• Jalen Hood-Schifino, G, Lakers (17) — Admittedly, I was lower on Hood-Schifino heading into the draft, but his passing menu was as diverse as advertised and his creation on the ball was on point in Summer League. He is also a promising defensive guard.

  • Kris Murray, F, Blazers (23) — Well, there will be plenty of opportunity to walk around Portland this season. Murray, who was another older, experienced customer, has the tools to make an impact in year one.

  • Marcus Sasser, G, Pistons (25) — The Pistons have plenty of guards, but Sasser’s skill set intrigues me along with Cade Cunningham and Ausar Thompson.

  • Nick Smith Jr., G, Hornets (27) – Smith is a former five-star recruit who battled knee injuries at Arkansas but was a pure bucket-getter in Sin City. Can he hold his own defensively though?

  • Julian Strawther, G, Nuggets — Strawther visibly plays his tail off every second he’s on the floor. His shot looked cleaner as the Summer League got older, which will continue to be a point of development, but he also did good things as a playmaker. He’s a Mike Malone type of player.

  • Colby Jones, G, Kings (34) – Maybe doesn’t do one thing at an incredibly elite level, but has a relatively high floor in every part of his game.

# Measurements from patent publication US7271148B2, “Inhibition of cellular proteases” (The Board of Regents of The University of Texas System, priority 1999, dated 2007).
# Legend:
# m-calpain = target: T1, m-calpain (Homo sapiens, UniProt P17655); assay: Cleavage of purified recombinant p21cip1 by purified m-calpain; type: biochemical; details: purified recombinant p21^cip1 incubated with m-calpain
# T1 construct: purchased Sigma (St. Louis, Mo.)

• Andre Jackson Jr., G/F, Bucks (36) — The Bucks have traditionally found success around Giannis Antetokounmpo’s shooting game, and the only thing missing from Jackson’s game is a reliable shot. What can Adrian Griffin cook?

  • Hunter Tyson, G, Nuggets (37) — Um, did you see his summer league game against Miami? Honestly, that’s all you need to see.

  • Jordan Walsh, F, Celtics (38) – His offense was further along than I expected heading into Vegas, and we know his multi-positional defense is there. Can he crack Joe Mazzulla’s famous top-8/9 as a rookie? Time will tell.

Predicting (especially by me) who will or won’t crack a rotation three months out, let alone who makes an impact in said rotation due to numerous factors, is foolhardy. Hence the fun of the exercise!

Again, assuming Jaquez stays at 305, there’s absolutely a world where he cracks back-end Erik Spoelstra’s 9/10-man rotation as a rookie in the first month or two. His emotion and aggressiveness on both ends over 38 Summer League minutes made the possibility even more realistic, even if it’s a small sample, and yes, it’s just Summer League.

The Heat lost Max Strus to the Cleveland Cavaliers and could lose more in a Damian Lillard trade — including Jaquez, who cannot be officially traded until July 31. But if they don’t, he’ll likely be asked to fill a complementary role alongside Lillard, Josh Richardson and its other players on the roster.